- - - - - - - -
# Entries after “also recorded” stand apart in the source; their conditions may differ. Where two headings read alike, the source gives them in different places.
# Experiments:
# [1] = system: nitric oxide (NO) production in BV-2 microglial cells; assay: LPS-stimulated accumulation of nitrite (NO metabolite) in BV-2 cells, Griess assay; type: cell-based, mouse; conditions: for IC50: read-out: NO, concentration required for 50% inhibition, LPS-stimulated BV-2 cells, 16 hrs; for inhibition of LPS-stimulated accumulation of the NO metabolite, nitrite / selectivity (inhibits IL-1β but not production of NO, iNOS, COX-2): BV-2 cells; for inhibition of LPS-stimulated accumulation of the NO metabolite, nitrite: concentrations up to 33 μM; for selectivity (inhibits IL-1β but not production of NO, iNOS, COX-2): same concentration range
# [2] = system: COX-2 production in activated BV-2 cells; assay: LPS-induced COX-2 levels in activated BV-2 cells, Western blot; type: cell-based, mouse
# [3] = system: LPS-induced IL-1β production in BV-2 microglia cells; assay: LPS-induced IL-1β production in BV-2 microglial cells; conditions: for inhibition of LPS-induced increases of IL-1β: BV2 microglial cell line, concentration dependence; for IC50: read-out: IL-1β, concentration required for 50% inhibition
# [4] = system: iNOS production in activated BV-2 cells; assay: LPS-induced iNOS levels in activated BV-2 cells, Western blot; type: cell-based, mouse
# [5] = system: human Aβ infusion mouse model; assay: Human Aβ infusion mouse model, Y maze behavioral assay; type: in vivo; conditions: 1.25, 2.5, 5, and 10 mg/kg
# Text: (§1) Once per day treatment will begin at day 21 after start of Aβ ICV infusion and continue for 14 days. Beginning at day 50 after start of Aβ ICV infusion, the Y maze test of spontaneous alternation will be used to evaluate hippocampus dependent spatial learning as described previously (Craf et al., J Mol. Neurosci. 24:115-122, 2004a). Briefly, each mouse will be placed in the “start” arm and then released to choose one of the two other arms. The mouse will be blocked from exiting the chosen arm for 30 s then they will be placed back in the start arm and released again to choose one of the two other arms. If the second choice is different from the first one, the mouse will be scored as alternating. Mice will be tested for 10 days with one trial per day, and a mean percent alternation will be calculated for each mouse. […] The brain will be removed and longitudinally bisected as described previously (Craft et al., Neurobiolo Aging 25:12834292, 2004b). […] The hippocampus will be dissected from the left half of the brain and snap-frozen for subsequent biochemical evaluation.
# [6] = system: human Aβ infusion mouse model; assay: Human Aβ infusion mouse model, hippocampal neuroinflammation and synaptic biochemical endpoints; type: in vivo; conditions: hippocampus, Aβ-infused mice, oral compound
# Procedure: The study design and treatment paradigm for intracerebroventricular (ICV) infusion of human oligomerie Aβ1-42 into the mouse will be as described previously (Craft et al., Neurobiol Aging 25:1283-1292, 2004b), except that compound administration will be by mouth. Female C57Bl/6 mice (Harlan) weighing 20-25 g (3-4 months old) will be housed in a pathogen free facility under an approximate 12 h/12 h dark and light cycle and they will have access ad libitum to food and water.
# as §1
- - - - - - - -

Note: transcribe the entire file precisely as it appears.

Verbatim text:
# Entries after “also recorded” stand apart in the source; their conditions may differ. Where two headings read alike, the source gives them in different places.
# Experiments:
# [1] = system: nitric oxide (NO) production in BV-2 microglial cells; assay: LPS-stimulated accumulation of nitrite (NO metabolite) in BV-2 cells, Griess assay; type: cell-based, mouse; conditions: for IC50: read-out: NO, concentration required for 50% inhibition, LPS-stimulated BV-2 cells, 16 hrs; for inhibition of LPS-stimulated accumulation of the NO metabolite, nitrite / selectivity (inhibits IL-1β but not production of NO, iNOS, COX-2): BV-2 cells; for inhibition of LPS-stimulated accumulation of the NO metabolite, nitrite: concentrations up to 33 μM; for selectivity (inhibits IL-1β but not production of NO, iNOS, COX-2): same concentration range
# [2] = system: COX-2 production in activated BV-2 cells; assay: LPS-induced COX-2 levels in activated BV-2 cells, Western blot; type: cell-based, mouse
# [3] = system: LPS-induced IL-1β production in BV-2 microglia cells; assay: LPS-induced IL-1β production in BV-2 microglial cells; conditions: for inhibition of LPS-induced increases of IL-1β: BV2 microglial cell line, concentration dependence; for IC50: read-out: IL-1β, concentration required for 50% inhibition
# [4] = system: iNOS production in activated BV-2 cells; assay: LPS-induced iNOS levels in activated BV-2 cells, Western blot; type: cell-based, mouse
# [5] = system: human Aβ infusion mouse model; assay: Human Aβ infusion mouse model, Y maze behavioral assay; type: in vivo; conditions: 1.25, 2.5, 5, and 10 mg/kg
# Text: (§1) Once per day treatment will begin at day 21 after start of Aβ ICV infusion and continue for 14 days. Beginning at day 50 after start of Aβ ICV infusion, the Y maze test of spontaneous alternation will be used to evaluate hippocampus dependent spatial learning as described previously (Craf et al., J Mol. Neurosci. 24:115-122, 2004a). Briefly, each mouse will be placed in the “start” arm and then released to choose one of the two other arms. The mouse will be blocked from exiting the chosen arm for 30 s then they will be placed back in the start arm and released again to choose one of the two other arms. If the second choice is different from the first one, the mouse will be scored as alternating. Mice will be tested for 10 days with one trial per day, and a mean percent alternation will be calculated for each mouse. […] The brain will be removed and longitudinally bisected as described previously (Craft et al., Neurobiolo Aging 25:12834292, 2004b). […] The hippocampus will be dissected from the left half of the brain and snap-frozen for subsequent biochemical evaluation.
# [6] = system: human Aβ infusion mouse model; assay: Human Aβ infusion mouse model, hippocampal neuroinflammation and synaptic biochemical endpoints; type: in vivo; conditions: hippocampus, Aβ-infused mice, oral compound
# Procedure: The study design and treatment paradigm for intracerebroventricular (ICV) infusion of human oligomerie Aβ1-42 into the mouse will be as described previously (Craft et al., Neurobiol Aging 25:1283-1292, 2004b), except that compound administration will be by mouth. Female C57Bl/6 mice (Harlan) weighing 20-25 g (3-4 months old) will be housed in a pathogen free facility under an approximate 12 h/12 h dark and light cycle and they will have access ad libitum to food and water.
# as §1